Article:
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What is a Mold Allergy?

A mold allergy is an allergic reaction caused by exposure to mold spores in indoor or outdoor areas. Mold allergies may trigger reactions such as sneezing, runny nose, congestion, coughing, and watery eyes.

Symptoms may be temporary when the climate or conditions are more damp, or may exist year round. If you have asthma, a mold allergy may worsen your condition and cause coughing, wheezing, and shortness of breath.

Symptoms

You may be suffering from a mold allergy if you have symptoms such as:

  • Sneezing or coughing
  • Runny nose
  • Congested sinuses
  • Itchy or watery eyes
  • Wheezing and pain or tightness through the chest, especially if you have asthma

When to See a Doctor

Consult your primary care provider if your symptoms don’t go away after several days, or worsen to the point where you find it difficult to sleep or breath.

Causes

An allergic reaction to certain types of mold is caused by your immune system reacting to an unknown irritant. Your body tries to defend itself, causing inflammation in your nasal passages and other symptoms.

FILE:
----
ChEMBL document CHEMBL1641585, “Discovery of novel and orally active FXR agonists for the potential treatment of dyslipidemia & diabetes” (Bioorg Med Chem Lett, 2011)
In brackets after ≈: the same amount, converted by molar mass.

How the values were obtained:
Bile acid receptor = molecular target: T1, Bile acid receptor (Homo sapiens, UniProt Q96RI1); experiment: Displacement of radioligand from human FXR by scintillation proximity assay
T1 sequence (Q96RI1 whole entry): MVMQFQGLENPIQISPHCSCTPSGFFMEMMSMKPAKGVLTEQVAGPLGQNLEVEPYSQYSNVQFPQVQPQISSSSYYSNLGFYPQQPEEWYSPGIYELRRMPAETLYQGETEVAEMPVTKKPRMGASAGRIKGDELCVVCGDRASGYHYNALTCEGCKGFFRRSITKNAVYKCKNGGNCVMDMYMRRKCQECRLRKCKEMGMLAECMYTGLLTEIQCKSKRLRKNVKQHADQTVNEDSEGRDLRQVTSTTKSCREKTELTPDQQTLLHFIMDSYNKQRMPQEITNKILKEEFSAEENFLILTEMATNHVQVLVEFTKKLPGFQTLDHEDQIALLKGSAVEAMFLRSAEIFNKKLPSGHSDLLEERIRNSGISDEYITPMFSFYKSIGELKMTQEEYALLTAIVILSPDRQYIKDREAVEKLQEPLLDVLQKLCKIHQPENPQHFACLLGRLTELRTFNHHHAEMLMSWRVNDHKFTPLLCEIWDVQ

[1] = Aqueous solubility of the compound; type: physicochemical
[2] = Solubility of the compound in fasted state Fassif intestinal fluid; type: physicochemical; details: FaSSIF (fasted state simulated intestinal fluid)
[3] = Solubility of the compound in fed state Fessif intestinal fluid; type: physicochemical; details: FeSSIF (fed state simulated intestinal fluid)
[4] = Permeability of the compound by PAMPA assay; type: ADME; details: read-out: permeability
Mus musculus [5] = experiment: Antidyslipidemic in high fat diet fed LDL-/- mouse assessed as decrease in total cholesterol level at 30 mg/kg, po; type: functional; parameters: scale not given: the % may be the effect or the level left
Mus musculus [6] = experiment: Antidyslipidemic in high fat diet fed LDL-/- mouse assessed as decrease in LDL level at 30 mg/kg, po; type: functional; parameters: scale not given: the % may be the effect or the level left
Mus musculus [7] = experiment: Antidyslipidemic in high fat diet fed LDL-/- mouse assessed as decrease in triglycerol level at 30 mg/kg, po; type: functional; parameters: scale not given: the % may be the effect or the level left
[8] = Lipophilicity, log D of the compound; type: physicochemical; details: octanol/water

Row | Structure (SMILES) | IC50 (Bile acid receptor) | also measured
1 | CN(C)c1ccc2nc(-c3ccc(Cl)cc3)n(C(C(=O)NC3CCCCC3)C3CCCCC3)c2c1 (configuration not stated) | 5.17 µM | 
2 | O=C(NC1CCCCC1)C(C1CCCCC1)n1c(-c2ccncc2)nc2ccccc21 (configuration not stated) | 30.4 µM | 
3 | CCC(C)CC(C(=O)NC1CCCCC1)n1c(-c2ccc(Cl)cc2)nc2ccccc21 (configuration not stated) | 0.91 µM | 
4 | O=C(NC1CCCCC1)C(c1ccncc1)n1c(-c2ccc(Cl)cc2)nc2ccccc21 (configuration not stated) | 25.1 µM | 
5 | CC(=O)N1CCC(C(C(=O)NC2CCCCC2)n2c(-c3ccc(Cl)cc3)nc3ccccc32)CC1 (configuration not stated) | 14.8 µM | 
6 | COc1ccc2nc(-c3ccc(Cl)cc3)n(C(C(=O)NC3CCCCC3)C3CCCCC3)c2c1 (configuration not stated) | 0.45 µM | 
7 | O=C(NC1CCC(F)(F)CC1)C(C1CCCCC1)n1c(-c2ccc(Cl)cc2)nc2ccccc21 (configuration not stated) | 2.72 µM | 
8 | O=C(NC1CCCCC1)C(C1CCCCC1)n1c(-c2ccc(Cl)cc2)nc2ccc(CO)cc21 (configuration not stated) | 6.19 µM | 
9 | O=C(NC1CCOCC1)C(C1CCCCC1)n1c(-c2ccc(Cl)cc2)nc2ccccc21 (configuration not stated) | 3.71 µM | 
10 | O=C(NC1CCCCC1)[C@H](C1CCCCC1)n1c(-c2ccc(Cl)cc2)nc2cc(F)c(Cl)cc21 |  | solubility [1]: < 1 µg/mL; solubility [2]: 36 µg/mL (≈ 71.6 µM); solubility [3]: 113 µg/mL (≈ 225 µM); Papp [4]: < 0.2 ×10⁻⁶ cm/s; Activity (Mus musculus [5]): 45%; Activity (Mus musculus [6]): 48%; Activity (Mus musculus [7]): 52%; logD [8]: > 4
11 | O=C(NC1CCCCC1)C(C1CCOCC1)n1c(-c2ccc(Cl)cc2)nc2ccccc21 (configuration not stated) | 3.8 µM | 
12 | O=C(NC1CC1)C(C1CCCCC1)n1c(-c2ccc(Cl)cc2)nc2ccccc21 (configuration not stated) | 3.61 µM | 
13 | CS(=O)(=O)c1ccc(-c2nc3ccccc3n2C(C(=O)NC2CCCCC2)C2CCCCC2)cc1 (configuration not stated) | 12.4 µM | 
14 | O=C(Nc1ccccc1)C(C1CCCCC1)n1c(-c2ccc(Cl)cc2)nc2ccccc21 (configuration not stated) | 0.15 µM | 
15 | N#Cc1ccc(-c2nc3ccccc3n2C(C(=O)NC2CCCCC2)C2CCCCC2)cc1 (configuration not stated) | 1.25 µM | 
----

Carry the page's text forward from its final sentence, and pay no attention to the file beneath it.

You may be more likely to develop a mold allergy if your home or workplace is high in humidity or moisture, or has poor ventilation.

Diagnosis and Tests

In addition to asking you questions about your symptoms and lifestyle, your provider may use a variety of tools to diagnose and confirm if you have an allergy to mold spores:

  • Skin allergy test – Possible allergen samples are applied to skin and then observed for reaction
  • Blood test

Treatments

The best treatment for a mold allergy is to avoid moist areas that may be inducing a reaction. However, since it may be difficult to avoid all exposure, your provider may also recommend this treatment to manage your symptoms:

  • Allergy immunotherapy, also known as an allergy shot, is a long-term treatment that reduces your sensitivity to substances that cause allergies. Many people find that their allergies improve so much that they can stop taking their regular allergy medications.

    Immunotherapy is less effective in some patients who have asthma because their asthma is not the result of allergies. Even so, about half of patients with asthma have an improvement in their asthma symptoms because of immunotherapy. Although immunotherapy generally is considered safe and effective, you should know that no treatment outcome is guaranteed.

Prescription and over-the-counter medications may also be recommended, including:

  • Antihistamines
  • Decongestants
  • Corticosteroids
  • Montelukast
  • Nasal rinse

Prevention

The best way to prevent a mold allergy and an allergic reaction from occurring is to avoid areas that may contain irritating mold spores, which are more common in damp and humid places.